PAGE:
Britain is at risk of facing a power blackout after it was reported that the Kremlin had ordered the hacking of the country's energy grid.
The chief of the National Cyber Security Centre, Ciaran Martin, is set to say that Russia targeted major power and telecommunications companies, having already been successful in bringing down websites with denial of service (DoS) attacks.
The Sun reported that Martin will tell the Times Tech Summit on Wednesday (15 November) how the UK faces the biggest threat from Russia since the end of the Cold War.
"I can confirm that Russian interference, seen by the National Cyber Security Centre over the past year, has included attacks on the UK media, telecommunication and energy sectors," he will say.
"Russia is seeking to undermine the international system. That much is clear.
"The PM made the point on Monday night - international order as we know it is in danger of being eroded," he will say, in reference to the strident criticism of Moscow by Theresa May on Monday (13 November) when she warned Russia not to meddle in elections.
Meanwhile it emerged that that more than 400 fake Twitter accounts thought to be based in St Petersburg published posts about Brexit. University of Edinburgh researchers identified 419 accounts operating from the Russian Internet Research Agency (IRA) which tried to influence UK politics.
One account claimed that a Muslim woman ignored victims from the Westminster Bridge terror attack in March. The photo, shared by @Southlonestar, showed a woman in a hijab walking past a victim laying on the ground and clutching her phone as she walked along the bridge. It went viral and stoked racial tension in the UK and the US.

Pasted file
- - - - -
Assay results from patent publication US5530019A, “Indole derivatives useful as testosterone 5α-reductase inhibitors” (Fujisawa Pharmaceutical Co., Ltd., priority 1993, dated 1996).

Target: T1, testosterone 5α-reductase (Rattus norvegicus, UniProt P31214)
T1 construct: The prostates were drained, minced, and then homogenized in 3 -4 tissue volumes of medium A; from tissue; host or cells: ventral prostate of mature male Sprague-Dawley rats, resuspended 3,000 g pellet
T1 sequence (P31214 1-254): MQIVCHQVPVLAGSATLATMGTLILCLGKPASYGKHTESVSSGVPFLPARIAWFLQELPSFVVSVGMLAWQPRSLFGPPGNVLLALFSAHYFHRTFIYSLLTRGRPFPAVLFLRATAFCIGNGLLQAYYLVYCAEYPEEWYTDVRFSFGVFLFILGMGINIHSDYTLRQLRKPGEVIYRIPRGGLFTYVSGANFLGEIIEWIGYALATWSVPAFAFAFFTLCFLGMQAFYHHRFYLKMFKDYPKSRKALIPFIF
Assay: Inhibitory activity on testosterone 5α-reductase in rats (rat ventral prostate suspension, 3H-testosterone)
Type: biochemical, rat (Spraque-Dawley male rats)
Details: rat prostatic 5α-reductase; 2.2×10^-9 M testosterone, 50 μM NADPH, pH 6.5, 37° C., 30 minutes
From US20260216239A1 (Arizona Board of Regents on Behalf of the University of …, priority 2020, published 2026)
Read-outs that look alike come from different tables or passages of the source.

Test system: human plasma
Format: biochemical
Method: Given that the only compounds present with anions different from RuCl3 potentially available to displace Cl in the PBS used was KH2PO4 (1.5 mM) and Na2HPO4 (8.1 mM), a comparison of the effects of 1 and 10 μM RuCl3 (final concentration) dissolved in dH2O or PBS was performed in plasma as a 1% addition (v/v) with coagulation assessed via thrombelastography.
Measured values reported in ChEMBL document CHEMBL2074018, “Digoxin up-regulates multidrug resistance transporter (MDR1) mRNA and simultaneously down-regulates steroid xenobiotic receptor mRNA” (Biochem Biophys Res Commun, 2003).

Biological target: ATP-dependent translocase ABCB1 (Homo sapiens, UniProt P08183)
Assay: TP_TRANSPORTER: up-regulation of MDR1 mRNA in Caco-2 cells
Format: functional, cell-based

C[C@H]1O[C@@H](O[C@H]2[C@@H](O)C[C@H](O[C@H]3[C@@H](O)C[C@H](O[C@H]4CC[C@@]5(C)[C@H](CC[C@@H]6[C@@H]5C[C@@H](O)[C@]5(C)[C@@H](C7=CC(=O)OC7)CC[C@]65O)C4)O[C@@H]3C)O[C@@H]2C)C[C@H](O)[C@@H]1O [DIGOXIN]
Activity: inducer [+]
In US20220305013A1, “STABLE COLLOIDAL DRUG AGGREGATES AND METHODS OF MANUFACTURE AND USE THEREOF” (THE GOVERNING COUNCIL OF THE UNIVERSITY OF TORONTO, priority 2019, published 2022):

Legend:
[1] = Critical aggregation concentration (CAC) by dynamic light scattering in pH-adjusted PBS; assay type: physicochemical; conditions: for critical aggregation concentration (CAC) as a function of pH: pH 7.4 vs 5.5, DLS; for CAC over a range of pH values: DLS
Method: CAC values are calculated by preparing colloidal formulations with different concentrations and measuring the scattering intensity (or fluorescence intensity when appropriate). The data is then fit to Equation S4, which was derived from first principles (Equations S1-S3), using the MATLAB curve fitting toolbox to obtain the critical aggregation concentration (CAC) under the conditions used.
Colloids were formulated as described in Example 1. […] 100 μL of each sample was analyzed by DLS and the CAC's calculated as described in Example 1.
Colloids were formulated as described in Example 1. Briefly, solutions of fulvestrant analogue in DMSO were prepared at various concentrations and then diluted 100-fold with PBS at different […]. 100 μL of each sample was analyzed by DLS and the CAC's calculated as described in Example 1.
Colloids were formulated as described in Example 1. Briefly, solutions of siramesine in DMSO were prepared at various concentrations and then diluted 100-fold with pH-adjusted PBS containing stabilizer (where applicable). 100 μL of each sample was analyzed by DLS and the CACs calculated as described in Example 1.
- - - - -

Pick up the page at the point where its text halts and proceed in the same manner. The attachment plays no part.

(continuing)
Also, the Times reported how Russian-based Twitter accounts posted almost 45,000 messages about Brexit over 48 hours during the referendum campaign.
Experts from Swansea University and the University of California, Berkeley, found that almost 150,000 accounts, mostly generated from fully-automated bot accounts, or so-called "cyborg" accounts, posted tweets encouraging people to vote for Brexit.
Damian Collins, the chairman of the Commons culture, media and sport wants Twitter to answer how it thinks Russia has been influencing UK politics.
"What is at stake is whether Russia has constructed an architecture which means they have thousands of accounts with which they can bombard [us] with fake news and hyper-partisan content," he said.
"We need to understand how widespread it is and what the impact is on the democratic process."